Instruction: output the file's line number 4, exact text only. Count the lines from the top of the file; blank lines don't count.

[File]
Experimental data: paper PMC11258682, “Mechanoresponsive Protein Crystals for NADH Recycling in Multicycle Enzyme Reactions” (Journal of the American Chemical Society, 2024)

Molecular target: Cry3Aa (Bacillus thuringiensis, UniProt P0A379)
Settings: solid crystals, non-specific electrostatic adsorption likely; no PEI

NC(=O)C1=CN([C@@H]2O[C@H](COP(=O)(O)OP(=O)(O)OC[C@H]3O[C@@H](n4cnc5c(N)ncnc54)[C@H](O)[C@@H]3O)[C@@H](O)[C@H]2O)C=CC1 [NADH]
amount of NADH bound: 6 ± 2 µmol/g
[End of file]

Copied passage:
NC(=O)C1=CN([C@@H]2O[C@H](COP(=O)(O)OP(=O)(O)OC[C@H]3O[C@@H](n4cnc5c(N)ncnc54)[C@H](O)[C@@H]3O)[C@@H](O)[C@H]2O)C=CC1 [NADH]